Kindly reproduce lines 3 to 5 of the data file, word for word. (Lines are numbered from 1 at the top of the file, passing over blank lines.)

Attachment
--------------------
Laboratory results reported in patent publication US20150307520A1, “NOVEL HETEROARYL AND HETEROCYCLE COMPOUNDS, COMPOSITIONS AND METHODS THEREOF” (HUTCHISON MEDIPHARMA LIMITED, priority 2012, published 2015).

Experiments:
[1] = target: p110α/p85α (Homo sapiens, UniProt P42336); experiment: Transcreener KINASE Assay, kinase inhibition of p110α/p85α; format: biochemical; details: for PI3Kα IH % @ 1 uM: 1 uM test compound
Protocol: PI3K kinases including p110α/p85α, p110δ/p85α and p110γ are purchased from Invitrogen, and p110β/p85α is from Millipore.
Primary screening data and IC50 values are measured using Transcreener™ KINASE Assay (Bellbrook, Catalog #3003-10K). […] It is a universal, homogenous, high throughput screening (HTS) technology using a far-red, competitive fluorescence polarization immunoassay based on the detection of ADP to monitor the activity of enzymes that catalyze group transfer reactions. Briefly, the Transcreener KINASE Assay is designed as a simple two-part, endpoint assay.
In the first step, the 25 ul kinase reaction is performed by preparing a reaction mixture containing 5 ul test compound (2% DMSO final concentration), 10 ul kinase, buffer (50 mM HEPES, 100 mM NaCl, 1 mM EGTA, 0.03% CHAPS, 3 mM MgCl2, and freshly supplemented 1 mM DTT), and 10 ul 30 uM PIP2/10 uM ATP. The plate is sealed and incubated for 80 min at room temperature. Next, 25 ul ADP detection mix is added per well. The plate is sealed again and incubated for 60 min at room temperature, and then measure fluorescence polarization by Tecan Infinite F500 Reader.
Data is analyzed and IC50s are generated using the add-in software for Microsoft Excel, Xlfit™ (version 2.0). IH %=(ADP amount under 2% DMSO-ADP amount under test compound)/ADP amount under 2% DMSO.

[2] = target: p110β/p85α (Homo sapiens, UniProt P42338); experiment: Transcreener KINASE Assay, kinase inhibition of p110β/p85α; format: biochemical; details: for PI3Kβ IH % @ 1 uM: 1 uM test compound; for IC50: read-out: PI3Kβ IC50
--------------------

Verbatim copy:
[1] = target: p110α/p85α (Homo sapiens, UniProt P42336); experiment: Transcreener KINASE Assay, kinase inhibition of p110α/p85α; format: biochemical; details: for PI3Kα IH % @ 1 uM: 1 uM test compound
Protocol: PI3K kinases including p110α/p85α, p110δ/p85α and p110γ are purchased from Invitrogen, and p110β/p85α is from Millipore.
Primary screening data and IC50 values are measured using Transcreener™ KINASE Assay (Bellbrook, Catalog #3003-10K). […] It is a universal, homogenous, high throughput screening (HTS) technology using a far-red, competitive fluorescence polarization immunoassay based on the detection of ADP to monitor the activity of enzymes that catalyze group transfer reactions. Briefly, the Transcreener KINASE Assay is designed as a simple two-part, endpoint assay.